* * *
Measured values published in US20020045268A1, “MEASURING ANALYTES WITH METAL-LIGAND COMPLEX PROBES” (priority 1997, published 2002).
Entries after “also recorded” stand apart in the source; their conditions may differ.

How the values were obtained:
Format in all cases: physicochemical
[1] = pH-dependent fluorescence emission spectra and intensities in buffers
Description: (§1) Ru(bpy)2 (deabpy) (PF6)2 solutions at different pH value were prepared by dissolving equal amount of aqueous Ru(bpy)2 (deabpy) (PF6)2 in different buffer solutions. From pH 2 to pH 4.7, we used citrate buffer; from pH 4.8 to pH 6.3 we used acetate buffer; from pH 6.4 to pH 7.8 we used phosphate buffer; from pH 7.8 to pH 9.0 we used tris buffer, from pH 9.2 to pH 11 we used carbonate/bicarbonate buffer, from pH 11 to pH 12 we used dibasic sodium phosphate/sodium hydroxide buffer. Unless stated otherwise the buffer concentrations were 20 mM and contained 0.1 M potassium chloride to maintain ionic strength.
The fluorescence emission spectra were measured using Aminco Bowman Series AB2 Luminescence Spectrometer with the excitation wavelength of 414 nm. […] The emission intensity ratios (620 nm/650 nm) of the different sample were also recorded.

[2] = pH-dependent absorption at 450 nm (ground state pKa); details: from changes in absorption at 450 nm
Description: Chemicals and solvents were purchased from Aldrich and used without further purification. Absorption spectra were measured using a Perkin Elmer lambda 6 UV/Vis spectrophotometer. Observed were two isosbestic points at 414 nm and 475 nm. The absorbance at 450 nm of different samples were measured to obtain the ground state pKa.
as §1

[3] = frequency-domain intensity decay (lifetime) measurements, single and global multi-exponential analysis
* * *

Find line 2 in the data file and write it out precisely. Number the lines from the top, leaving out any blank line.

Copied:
Entries after “also recorded” stand apart in the source; their conditions may differ.